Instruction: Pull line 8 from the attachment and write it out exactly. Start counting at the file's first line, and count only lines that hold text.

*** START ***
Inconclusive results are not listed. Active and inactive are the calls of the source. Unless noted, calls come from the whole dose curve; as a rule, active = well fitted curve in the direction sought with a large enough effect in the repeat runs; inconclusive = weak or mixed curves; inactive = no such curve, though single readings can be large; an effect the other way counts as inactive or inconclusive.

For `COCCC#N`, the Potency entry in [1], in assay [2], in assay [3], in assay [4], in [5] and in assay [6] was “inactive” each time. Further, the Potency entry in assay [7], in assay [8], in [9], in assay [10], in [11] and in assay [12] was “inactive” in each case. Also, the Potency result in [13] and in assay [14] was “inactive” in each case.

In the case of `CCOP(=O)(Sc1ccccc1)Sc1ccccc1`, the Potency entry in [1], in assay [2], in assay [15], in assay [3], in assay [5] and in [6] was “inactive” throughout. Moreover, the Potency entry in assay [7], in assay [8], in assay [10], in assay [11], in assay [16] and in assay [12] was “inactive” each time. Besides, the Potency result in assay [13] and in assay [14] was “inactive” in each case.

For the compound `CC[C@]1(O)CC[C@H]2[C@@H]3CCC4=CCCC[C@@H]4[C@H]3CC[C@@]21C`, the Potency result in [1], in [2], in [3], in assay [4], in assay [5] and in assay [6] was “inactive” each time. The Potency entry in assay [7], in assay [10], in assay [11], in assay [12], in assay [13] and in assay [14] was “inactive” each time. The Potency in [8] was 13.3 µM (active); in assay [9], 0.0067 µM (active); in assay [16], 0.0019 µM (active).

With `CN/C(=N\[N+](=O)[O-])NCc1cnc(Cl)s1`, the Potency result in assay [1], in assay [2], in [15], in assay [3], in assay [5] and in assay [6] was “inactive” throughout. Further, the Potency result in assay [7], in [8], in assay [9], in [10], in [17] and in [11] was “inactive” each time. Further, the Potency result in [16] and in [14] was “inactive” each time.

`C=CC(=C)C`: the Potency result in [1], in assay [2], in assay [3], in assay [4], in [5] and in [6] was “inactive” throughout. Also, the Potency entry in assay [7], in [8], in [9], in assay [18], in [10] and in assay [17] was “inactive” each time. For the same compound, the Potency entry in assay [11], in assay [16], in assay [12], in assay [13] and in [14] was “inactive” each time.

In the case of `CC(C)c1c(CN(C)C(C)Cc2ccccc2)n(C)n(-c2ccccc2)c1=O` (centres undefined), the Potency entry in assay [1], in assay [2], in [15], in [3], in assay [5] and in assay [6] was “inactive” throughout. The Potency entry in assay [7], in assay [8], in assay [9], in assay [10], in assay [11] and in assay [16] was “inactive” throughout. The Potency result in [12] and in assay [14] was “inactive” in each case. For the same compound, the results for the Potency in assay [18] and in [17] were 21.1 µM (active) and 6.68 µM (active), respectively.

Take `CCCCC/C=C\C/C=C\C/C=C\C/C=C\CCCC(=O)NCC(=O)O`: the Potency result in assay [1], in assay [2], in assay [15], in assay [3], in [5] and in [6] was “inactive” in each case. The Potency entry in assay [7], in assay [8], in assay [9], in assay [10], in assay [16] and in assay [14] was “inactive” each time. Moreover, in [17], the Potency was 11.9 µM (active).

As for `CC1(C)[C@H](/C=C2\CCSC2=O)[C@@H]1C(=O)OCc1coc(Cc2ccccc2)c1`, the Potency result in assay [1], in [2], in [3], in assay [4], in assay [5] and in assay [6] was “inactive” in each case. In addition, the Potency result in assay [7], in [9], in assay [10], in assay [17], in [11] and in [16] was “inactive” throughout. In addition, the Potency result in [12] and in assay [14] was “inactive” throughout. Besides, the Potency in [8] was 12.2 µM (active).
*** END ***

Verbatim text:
Take `CCCCC/C=C\C/C=C\C/C=C\C/C=C\CCCC(=O)NCC(=O)O`: the Potency result in assay [1], in assay [2], in assay [15], in assay [3], in [5] and in [6] was “inactive” in each case. The Potency entry in assay [7], in assay [8], in assay [9], in assay [10], in assay [16] and in assay [14] was “inactive” each time. Moreover, in [17], the Potency was 11.9 µM (active).